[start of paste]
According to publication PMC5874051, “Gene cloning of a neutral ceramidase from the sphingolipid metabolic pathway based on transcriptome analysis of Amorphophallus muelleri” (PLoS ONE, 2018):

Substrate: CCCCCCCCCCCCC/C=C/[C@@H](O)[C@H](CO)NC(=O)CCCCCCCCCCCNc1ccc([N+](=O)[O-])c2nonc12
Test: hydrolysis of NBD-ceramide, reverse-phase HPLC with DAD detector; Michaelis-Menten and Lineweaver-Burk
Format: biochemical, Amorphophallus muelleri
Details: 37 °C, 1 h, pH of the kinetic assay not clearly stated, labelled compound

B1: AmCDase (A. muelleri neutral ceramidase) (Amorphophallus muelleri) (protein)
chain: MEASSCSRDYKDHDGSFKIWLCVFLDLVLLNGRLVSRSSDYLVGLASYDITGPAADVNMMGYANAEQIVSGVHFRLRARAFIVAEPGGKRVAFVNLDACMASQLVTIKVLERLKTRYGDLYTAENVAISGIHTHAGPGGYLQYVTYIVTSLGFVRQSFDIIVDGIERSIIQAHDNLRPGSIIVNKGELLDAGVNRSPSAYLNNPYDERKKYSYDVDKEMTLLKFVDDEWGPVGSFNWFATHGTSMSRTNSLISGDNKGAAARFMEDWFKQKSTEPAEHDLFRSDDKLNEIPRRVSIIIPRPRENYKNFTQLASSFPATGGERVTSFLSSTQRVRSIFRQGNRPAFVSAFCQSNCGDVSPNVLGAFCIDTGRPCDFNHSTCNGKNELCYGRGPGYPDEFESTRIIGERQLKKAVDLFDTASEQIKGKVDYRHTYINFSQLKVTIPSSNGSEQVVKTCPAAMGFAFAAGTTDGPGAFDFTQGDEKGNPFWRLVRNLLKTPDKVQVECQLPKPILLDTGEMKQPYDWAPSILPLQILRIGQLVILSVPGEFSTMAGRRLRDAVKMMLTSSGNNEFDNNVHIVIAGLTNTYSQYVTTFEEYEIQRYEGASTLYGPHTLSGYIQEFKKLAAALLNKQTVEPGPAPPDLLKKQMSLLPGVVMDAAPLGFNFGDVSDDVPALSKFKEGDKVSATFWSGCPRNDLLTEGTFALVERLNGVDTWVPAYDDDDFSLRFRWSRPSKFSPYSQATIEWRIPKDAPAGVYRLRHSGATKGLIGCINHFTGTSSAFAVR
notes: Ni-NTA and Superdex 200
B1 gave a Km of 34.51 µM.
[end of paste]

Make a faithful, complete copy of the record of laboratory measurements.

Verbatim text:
According to publication PMC5874051, “Gene cloning of a neutral ceramidase from the sphingolipid metabolic pathway based on transcriptome analysis of Amorphophallus muelleri” (PLoS ONE, 2018):

Substrate: CCCCCCCCCCCCC/C=C/[C@@H](O)[C@H](CO)NC(=O)CCCCCCCCCCCNc1ccc([N+](=O)[O-])c2nonc12
Test: hydrolysis of NBD-ceramide, reverse-phase HPLC with DAD detector; Michaelis-Menten and Lineweaver-Burk
Format: biochemical, Amorphophallus muelleri
Details: 37 °C, 1 h, pH of the kinetic assay not clearly stated, labelled compound

B1: AmCDase (A. muelleri neutral ceramidase) (Amorphophallus muelleri) (protein)
chain: MEASSCSRDYKDHDGSFKIWLCVFLDLVLLNGRLVSRSSDYLVGLASYDITGPAADVNMMGYANAEQIVSGVHFRLRARAFIVAEPGGKRVAFVNLDACMASQLVTIKVLERLKTRYGDLYTAENVAISGIHTHAGPGGYLQYVTYIVTSLGFVRQSFDIIVDGIERSIIQAHDNLRPGSIIVNKGELLDAGVNRSPSAYLNNPYDERKKYSYDVDKEMTLLKFVDDEWGPVGSFNWFATHGTSMSRTNSLISGDNKGAAARFMEDWFKQKSTEPAEHDLFRSDDKLNEIPRRVSIIIPRPRENYKNFTQLASSFPATGGERVTSFLSSTQRVRSIFRQGNRPAFVSAFCQSNCGDVSPNVLGAFCIDTGRPCDFNHSTCNGKNELCYGRGPGYPDEFESTRIIGERQLKKAVDLFDTASEQIKGKVDYRHTYINFSQLKVTIPSSNGSEQVVKTCPAAMGFAFAAGTTDGPGAFDFTQGDEKGNPFWRLVRNLLKTPDKVQVECQLPKPILLDTGEMKQPYDWAPSILPLQILRIGQLVILSVPGEFSTMAGRRLRDAVKMMLTSSGNNEFDNNVHIVIAGLTNTYSQYVTTFEEYEIQRYEGASTLYGPHTLSGYIQEFKKLAAALLNKQTVEPGPAPPDLLKKQMSLLPGVVMDAAPLGFNFGDVSDDVPALSKFKEGDKVSATFWSGCPRNDLLTEGTFALVERLNGVDTWVPAYDDDDFSLRFRWSRPSKFSPYSQATIEWRIPKDAPAGVYRLRHSGATKGLIGCINHFTGTSSAFAVR
notes: Ni-NTA and Superdex 200
B1 gave a Km of 34.51 µM.